Little Suncook River in south-central New Hampshire is a tiny whitewater creek more aptly called a stream or brook. Located in Epsom, the exciting descent flows west from Northwood Lake along Route 4 before entering Suncook River east of Concord.
With the exception of spring runoff and after heavy rain, the diminutive freshet is rarely navigable. However, each fall the New Hampshire Department of Environmental Services releases water from the Northwood Lake Dam. Paddling the release has become a popular fall whitewater tradition. For many years, Ryan Galway has organized and led a Penobscot Paddle & Chowder Society Little Suncook River trip during the release.
The rousing 3-mile excursion begins with a long challenging Class IV rapid immediately below the Northwood Lake Dam. Downriver from the falls, easier whitewater continues to Bixby Pond. At the end of the pond, an approximately 8-foot vertical dam must be run or carried. Below, several technical Class III rapids follow to the takeout in the hamlet of Gossville.
Due to the steep gradient, paddlers must constantly be on the alert navigating the many twists and turns in narrow channels. Debris such as trees and branches in the river called strainers are common hazards. Ducking under low hanging branches is often necessary. The potential dangers are a stimulating part of the attraction for many boaters.
Again this year, Ryan organized a Little Suncook River trip. Nine Chowderheads met in Epsom to take on the whitewater challenge. Although we were unable to confirm the actual volume, everyone agreed it was higher than normal.
After running shuttle, we scouted Bixby Pond Dam and the lengthy intimidating Class IV rapid. With a plan in mind, we launched below the dam. There are two approaches to the first rapid. Since the left was cluttered with debris, everyone elected to take the circuitous attenuated passage on the right through a densely wooded sector.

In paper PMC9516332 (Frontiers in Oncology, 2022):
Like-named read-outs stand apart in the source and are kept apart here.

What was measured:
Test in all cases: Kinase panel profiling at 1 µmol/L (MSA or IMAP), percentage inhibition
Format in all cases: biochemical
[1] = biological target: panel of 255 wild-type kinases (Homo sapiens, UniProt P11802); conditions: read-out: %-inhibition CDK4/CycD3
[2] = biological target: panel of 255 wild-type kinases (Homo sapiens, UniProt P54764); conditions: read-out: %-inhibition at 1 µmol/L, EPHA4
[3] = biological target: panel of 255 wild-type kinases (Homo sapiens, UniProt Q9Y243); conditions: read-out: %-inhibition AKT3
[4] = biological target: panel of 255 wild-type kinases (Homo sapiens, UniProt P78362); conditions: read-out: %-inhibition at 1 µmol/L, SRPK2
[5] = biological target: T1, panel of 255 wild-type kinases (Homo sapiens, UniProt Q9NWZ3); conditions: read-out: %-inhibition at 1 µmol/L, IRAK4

Ryan’s son, Mason, went first while the rest of us followed. We were well-spaced to avoid colliding with one another in the rapid.
Advancing out of the alders, Mason disappeared over the first pitch. Next in line, my singular focus was negotiating through the many obstacles. I missed my planned route to the right of a wave billowing over a large boulder and log, and rode up on the side instead. High bracing into the foam pile, I slid off. My remaining goal was to avoid several boat flipping holes by running generally right of them. I swiftly passed one after the other. Adjacent to the last one, I kissed the left side of a sharp rock and bounced over some shallow ledges before reuniting with Mason in an eddy. The remainder of our group soon joined us.
While relaxing in the eddy one kayaker remarked, “It’s like paddling down a large drainage ditch.” Everyone assumed the most demanding impediment of the day was behind us.
Feisty waves and sharp turns continued under a canopy of low hanging trees to Bixby Pond. The short traverse across the pond was quickly accomplished. Since no one opted to carry around the dam, we lined up to take the leap. A good Samaritan was standing on the left bank to signal when it was all clear. One paddler after another vanished over the edge. Each time, the helpful observer gave us a thumb’s up. My jump went smoothly — plunging into the calm water below and bracing up without flipping.
The Chowderheads plunge through the rapids on the Little Suncook River in New Hampshire. Credit: Courtesy of Ron Chase
The excitement quickly recommenced. After negotiating through several tricky Class III descents, we arrived at the top of a rapid that was dangerously blocked by a fallen tree. A kayaker accidentally broached upside down against the tree and exited his boat swimming downriver. The rest of us went into rescue mode.
Ryan boofed over the low end of the tree in his canoe and pursued the swimmer, rescuing him. Three of us went ashore to attempt recovery of the kayak still pinned under the tree. Eggman DeCoster entered the rapid on a safety line while carrying another rope to attach to the kayak. Simultaneously, an empty canoe slammed into the kayak. The collision freed the kayak but the canoe was now wedged under the tree. Our determined companion waded farther out into the turbulent water and attached the rope to the canoe. We hurriedly pulled them both ashore. Downriver, Ryan recovered the wayward kayak. Trained in swift water rescue, we Chowderheads take care of our own!
The rest of the outing was rather ho-hum.